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Anti-Fraud Controls Protect Your Company

Share current LOB: CommercialCorporateInstitutional

When someone steals money from a business in a movie, it’s George Clooney and a team of con men. When it happens to your business in real life, however, it’s probably more like George from accounting. 

Whether it’s perpetrated internally by an employee or externally by a hacker, payment fraud is a major issue for businesses of all sizes. The good news is, it’s also largely preventable.

“For most fraud threats, it’s all about your internal controls being built right,” says Matthew Harper, head of client security management and group vice president at SunTrust. “That’s where a lot of companies fall flat.” 

According to Harper, these controls can help reduce the likelihood of fraud:

  • Reconcile your accounts quickly and often
  • Use Positive Pay, which ensures that posted checks match your records
  • Frequently monitor internal and external payments
  • Ensure that only certain people have payment access

“It’s not exciting, it’s not some whiz-bang tool—it’s old-fashioned, internal controls,” Harper says. “It’s not fun, but it works.”

Here are three payment fraud schemes that Harper says mid-sized businesses should be especially aware of, along with tips for preventing them.

Credit cards

One of the primary risks to mid-sized businesses is employee misuse of payment tools, Harper says. That largely means corporate credit cards.

To combat this, many purchasing platforms offer the ability to set limits and merchant categories. For example, if you owned a trucking company, you could limit purchases to gas stations and a few other related areas.

Harper suggests limiting who receives the card. “Ensure you’re giving the cards out on a business-need basis,” he says. “Not everyone needs a corporate card.”

Lastly, businesses should reconcile the appropriateness of the amount being spent. If one driver is within the limit and spending money only on gas, but is significantly higher than other drivers, that might signal an employee who has used the company card to fill up personal cars.

“A commercial card is a line of credit,” Harper says. “You’re extending a level of trust to the employee. You need to trust, but you also need to verify.”

Payments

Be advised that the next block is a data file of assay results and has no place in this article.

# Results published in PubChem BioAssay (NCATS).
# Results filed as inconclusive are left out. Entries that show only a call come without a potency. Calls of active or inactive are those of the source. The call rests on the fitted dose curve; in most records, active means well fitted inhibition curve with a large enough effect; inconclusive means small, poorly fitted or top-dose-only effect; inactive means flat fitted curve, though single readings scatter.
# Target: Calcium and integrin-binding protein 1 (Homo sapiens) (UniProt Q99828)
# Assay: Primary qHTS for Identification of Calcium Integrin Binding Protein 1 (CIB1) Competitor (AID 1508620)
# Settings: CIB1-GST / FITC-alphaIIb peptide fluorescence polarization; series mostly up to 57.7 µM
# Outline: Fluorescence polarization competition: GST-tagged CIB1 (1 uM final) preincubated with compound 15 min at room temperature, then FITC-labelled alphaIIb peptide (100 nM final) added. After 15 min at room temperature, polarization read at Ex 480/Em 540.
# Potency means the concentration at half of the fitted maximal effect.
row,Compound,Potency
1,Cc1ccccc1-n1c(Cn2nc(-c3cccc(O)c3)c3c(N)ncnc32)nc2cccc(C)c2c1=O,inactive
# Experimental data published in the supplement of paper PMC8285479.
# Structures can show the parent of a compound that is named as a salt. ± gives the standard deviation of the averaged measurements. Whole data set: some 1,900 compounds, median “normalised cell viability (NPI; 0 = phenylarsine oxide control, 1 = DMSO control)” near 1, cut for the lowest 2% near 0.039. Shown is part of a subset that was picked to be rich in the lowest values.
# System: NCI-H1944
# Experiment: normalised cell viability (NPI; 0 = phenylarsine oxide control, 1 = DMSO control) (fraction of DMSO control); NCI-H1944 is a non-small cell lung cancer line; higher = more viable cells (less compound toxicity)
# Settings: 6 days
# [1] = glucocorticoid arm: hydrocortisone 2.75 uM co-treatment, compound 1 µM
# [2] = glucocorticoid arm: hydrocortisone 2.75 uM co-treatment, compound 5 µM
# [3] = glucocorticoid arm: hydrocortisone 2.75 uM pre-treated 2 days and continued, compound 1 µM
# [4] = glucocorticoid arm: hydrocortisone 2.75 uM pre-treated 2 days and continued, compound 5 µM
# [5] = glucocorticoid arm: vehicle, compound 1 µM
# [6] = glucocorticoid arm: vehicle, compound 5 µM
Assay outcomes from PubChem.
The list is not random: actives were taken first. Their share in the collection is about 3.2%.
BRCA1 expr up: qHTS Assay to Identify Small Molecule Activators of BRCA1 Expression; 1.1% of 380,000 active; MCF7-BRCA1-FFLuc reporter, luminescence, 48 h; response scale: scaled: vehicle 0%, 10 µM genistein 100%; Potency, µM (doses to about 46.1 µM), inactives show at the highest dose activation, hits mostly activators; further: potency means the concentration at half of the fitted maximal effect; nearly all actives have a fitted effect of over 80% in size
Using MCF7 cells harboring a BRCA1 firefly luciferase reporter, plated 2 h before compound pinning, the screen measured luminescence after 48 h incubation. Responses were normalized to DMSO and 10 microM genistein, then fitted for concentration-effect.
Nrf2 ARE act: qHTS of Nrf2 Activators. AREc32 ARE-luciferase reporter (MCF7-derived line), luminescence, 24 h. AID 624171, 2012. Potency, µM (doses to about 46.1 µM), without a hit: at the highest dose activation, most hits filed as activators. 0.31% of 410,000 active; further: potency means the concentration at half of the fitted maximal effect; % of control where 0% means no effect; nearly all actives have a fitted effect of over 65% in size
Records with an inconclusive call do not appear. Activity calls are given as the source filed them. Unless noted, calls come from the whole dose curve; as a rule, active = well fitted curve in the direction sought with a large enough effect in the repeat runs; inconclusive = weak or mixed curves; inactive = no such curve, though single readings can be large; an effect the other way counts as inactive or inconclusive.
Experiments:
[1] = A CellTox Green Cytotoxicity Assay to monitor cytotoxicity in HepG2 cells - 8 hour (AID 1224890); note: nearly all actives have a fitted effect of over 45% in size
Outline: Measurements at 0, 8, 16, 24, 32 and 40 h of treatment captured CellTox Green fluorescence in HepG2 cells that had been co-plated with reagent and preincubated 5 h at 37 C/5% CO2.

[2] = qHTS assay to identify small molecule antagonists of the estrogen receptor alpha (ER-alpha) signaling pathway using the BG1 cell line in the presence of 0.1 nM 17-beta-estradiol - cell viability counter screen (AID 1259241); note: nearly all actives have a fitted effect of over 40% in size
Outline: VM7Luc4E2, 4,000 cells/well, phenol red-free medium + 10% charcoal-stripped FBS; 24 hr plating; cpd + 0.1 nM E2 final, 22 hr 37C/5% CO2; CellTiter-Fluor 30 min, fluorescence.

A second risk is the misuse of internal payment processes, such as basic accounts payable functions.

To deter this, many companies rely on Positive Pay verification. Positive Pay requires a bank to examine a check that’s presented to be cashed against those the company issues. The system will flag the check if the serial number or dollar amounts don’t match. This helps ensure that only authorized checks get cashed.

Harper says other internal controls may include: rotating job duties, keeping payables up to date, ensuring ex-employees can’t access financial tools and resources, and having a person handle payroll rather than a machine.

Manipulating payment processes

One common type of online external fraud takes advantage of internal controls. This fraud often unfolds with a third party pretending to be a member of senior management. Posing as an executive, a hacker will send an email from a plausible-sounding address requesting an immediate payment.

Harper says it’s important to instill payment procedures and follow those even in the case of an escalated or urgent situation. Even if the person is the CEO, there should be a risk-compliance step where an accountant has to complete paperwork before the money is sent. With this type of fraud, it’s generally a matter of watching out for a sense of urgency when there usually isn’t one.

By setting up good internal controls and then monitoring the consistent execution of those controls, mid-sized companies can lower the odds of payment fraud and help keep their company finances secure.

This content is general in nature and does not constitute legal, tax, accounting, financial or investment advice. You are encouraged to consult with competent legal, tax, accounting, financial or investment professionals based on your specific circumstances. We do not make any warranties as to accuracy or completeness of this information, do not endorse any third-party companies, products, or services described here, and take no liability for your use of this information.